The law explicitly exempted information services, such as email. This legal differentiation between communications technologies and information services means companies are obliged to help the government listen in on your phone calls (with a warrant) but are not obliged to help it read your email messages (at least on account of this specific law).

In 2004, the Federal Communications Commission ruled that services such as Voice Over IP (think Skype) were communications services covered by CALEA, and not exempt information services.

Some have since wanted to further broaden this law, and doubtless the Apple FBI dispute brings this issue to the forefront again. Law enforcement will presumably push for greater surveillance powers, and civil liberty advocates will resist.

Nothing To Hide

Perhaps you don’t care about the privacy of criminals. But note that surveillance is not just of known bad actors, but also of suspected bad actors.

History teaches us that lists of suspects can sometimes be drawn way too broadly. You may remember the McCarthy era and J. Edgar Hoover’s reign at the FBI, which infamously included bugging Martin Luther King Jr.’s bedroom. Even today, there are attempts by the British Government Communications Headquarters to monitor everyone who visited the Wikileaks website, even just to browse. Some laws don’t make sense or aren’t fair, so even some “criminals” may still deserve privacy.

And it’s not just law enforcement overreach we have to worry about. Technologies like Finspy are commercially available today to install malware on your computer or phone and “recruit” it to spy on you. Such technologies could be used by anyone, including the “bad actors,” without the cooperation of your device manufacturer or service provider.

Wiretap laws, such as CALEA, apply to explicit communication actions taken by someone, such as actually making a phone call. Wiretaps do not track your movements in the house, they do not listen to your conversations when you are not on the phone, they do not videotape you in your bathroom – but these are all actions our various devices are now capable of performing. With the proliferation of devices in our lives, it is certainly possible to use them for surveillance purposes. There’s no question that by doing so, authorities will catch many bad actors. But there will also be a huge price to pay in terms of privacy and possibly wrongful arrests.

Finally, this may feel futuristic, but I assure you it is not. The FBI was already using a cellphone microphone to eavesdrop on organized crime as long as a decade ago. Commercial interests are not too far behind in doing much the same, with the purpose of targeting a better sales pitch.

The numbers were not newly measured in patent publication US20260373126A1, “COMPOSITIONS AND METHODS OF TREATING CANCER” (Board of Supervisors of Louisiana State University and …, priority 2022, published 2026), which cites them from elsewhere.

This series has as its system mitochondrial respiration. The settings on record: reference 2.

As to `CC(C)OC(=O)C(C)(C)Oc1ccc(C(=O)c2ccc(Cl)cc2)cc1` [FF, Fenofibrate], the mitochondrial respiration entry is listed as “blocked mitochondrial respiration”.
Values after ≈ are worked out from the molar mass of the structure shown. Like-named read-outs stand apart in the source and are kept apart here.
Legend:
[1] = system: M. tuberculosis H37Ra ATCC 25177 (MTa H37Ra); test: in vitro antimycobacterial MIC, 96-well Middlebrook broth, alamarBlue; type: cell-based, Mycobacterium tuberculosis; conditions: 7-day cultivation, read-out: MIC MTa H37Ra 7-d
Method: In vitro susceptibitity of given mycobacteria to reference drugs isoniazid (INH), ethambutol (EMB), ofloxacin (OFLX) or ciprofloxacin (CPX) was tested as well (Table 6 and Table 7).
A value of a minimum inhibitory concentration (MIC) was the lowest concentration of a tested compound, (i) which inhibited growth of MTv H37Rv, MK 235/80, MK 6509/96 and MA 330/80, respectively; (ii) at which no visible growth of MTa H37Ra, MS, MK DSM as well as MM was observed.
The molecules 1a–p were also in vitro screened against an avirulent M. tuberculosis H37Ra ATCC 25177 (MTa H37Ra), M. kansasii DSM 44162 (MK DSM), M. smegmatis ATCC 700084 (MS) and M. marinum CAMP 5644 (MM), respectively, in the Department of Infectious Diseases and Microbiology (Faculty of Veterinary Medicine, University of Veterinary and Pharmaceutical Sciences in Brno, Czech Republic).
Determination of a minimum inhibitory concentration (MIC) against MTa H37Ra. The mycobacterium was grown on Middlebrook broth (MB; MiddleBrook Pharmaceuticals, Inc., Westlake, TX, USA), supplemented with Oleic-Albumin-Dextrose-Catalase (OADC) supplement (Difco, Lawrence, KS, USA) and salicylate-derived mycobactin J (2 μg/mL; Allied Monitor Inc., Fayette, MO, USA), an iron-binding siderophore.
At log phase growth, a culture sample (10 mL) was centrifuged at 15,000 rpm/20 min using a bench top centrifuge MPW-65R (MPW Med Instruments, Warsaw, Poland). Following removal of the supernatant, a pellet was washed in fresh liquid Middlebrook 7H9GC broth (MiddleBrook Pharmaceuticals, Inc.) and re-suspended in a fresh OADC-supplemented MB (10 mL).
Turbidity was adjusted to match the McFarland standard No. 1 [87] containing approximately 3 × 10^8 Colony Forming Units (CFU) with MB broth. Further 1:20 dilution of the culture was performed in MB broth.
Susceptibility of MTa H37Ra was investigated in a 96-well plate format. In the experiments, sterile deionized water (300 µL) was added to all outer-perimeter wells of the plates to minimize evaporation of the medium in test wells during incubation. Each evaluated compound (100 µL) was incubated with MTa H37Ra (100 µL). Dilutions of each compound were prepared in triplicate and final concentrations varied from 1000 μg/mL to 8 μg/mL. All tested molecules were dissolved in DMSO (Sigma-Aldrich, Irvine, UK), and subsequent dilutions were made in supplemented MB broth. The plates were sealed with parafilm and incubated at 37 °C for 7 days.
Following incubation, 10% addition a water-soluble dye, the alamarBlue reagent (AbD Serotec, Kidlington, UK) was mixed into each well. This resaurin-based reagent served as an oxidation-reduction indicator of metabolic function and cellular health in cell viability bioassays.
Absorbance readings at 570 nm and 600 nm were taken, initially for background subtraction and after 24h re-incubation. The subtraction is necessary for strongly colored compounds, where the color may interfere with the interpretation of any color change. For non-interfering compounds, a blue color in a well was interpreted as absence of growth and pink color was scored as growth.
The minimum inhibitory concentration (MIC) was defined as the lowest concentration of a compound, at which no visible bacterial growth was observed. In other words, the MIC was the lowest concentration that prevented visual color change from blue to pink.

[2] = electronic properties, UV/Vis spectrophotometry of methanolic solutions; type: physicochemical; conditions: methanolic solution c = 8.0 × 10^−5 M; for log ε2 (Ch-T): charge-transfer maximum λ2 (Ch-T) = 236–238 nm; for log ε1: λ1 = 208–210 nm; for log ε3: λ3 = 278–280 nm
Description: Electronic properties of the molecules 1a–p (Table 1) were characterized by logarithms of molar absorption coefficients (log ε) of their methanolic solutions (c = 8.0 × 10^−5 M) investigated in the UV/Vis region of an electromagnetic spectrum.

Our omnipresent networked devices raise big questions that we should openly debate. How we balance these costs and benefits will determine the type of society we live in.

The Conversation

Passwords, Privacy and Protection: Can Apple Meet FBI’s Demand Without Creating a ‘Backdoor’?

 Updated version of an article that originally appeared in The Conversation.                                                      A version also appeared in US News and World Report and in Huffington Post.

Users enter a passcode to use or access data on an iPhone.    Pieter Ouwerkerk    CC-BY-NC-2.0

Users enter a passcode to use or access data on an iPhone.   Pieter Ouwerkerk  CC-BY-NC-2.0

Apple’s security will erase a phone’s contents after a certain number of failed attempts – something the FBI wants to avoid.   Jacob Tomaw     CC-BY-NC-2.0

Apple’s security will erase a phone’s contents after a certain number of failed attempts – something the FBI wants to avoid.  Jacob Tomaw   CC-BY-NC-2.0

The San Bernardino terrorist suspect Syed Rizwan Farook used an iPhone 5c, which is now in the possession of the FBI. The iPhone is locked. The FBI wants Apple to help unlock it, presumably so they can glean additional evidence or information about other possible attacks. Apple has declined, and appears to ready to defy a court order. Its response is due February 26. So what’s the technology they’re fighting over?

The code to unlock the phone is known only to Farook, who is dead, and any confidants he may have shared it with. Even if he were alive, it would probably be difficult to get him to reveal it.

But phones are typically locked with a very simple personal identification number (PIN) of only four to six digits. That means, at most, there are a million possible PIN values. It’s straightforward to write a computer program that would methodically walk through all these possible values, trying each in turn until the correct one is found. Indeed, there even are products on the market that will do just this. Given that modern computers can execute over one billion instructions every second, even a conservative estimate says testing all one million PIN possibilities would take only about a second.

Ways to ward off attack

One way to defend against this kind of break-in attempt is to do something drastic after multiple failures. For example, Apple deletes all data on the iPhone after 10 incorrect unlocking attempts in succession, if the user has turned on this feature. We don’t know if this defense is activated on Farook’s phone – but the FBI doesn’t want to gamble that it isn’t, turn out to be wrong, and watch the phone be wiped clean after 10 incorrect guesses.

A second approach is to force a delay after each failed attempt. If the real authorized user accidentally types in the wrong code, she won’t mind waiting 60 seconds before the phone will let her try again. But for a computer that wants to try a million possibilities, the time required to try all possibilities has gone up by a factor of a million or more.